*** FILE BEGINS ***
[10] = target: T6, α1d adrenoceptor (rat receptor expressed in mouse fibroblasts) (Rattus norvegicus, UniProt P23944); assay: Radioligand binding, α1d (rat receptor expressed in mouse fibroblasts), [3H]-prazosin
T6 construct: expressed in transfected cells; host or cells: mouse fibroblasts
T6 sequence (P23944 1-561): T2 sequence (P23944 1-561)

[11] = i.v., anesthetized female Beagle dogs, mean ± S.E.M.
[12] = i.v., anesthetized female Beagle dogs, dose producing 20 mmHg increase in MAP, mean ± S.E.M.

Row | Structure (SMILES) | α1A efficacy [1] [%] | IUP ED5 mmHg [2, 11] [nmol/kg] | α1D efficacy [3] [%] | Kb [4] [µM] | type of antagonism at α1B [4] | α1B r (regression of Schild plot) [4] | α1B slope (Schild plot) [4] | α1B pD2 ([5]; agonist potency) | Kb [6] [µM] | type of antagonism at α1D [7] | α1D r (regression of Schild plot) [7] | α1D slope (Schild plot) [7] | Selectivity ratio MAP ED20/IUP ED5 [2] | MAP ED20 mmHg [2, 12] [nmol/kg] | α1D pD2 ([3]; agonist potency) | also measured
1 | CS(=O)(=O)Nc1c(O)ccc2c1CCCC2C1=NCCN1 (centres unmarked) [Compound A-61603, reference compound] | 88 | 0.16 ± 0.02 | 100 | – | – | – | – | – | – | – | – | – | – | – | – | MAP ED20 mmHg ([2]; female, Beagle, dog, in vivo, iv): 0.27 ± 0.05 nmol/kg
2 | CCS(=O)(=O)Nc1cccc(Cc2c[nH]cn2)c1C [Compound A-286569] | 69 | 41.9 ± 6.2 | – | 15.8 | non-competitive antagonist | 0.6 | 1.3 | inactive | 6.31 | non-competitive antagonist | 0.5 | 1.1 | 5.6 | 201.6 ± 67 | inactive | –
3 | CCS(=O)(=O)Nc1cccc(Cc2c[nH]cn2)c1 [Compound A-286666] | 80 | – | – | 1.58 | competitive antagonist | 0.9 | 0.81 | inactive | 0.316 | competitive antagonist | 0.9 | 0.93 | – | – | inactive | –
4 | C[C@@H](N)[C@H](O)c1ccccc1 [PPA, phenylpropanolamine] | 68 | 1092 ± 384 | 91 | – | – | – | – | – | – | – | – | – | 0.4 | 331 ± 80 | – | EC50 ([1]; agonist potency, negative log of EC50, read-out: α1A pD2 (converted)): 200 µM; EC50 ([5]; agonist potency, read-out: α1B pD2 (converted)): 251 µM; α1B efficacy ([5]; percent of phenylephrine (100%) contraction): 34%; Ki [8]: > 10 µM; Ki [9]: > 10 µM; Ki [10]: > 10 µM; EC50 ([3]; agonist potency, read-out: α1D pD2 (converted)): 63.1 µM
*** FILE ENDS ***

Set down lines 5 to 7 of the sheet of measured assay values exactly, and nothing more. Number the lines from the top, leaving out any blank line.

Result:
[12] = i.v., anesthetized female Beagle dogs, dose producing 20 mmHg increase in MAP, mean ± S.E.M.

Row | Structure (SMILES) | α1A efficacy [1] [%] | IUP ED5 mmHg [2, 11] [nmol/kg] | α1D efficacy [3] [%] | Kb [4] [µM] | type of antagonism at α1B [4] | α1B r (regression of Schild plot) [4] | α1B slope (Schild plot) [4] | α1B pD2 ([5]; agonist potency) | Kb [6] [µM] | type of antagonism at α1D [7] | α1D r (regression of Schild plot) [7] | α1D slope (Schild plot) [7] | Selectivity ratio MAP ED20/IUP ED5 [2] | MAP ED20 mmHg [2, 12] [nmol/kg] | α1D pD2 ([3]; agonist potency) | also measured
1 | CS(=O)(=O)Nc1c(O)ccc2c1CCCC2C1=NCCN1 (centres unmarked) [Compound A-61603, reference compound] | 88 | 0.16 ± 0.02 | 100 | – | – | – | – | – | – | – | – | – | – | – | – | MAP ED20 mmHg ([2]; female, Beagle, dog, in vivo, iv): 0.27 ± 0.05 nmol/kg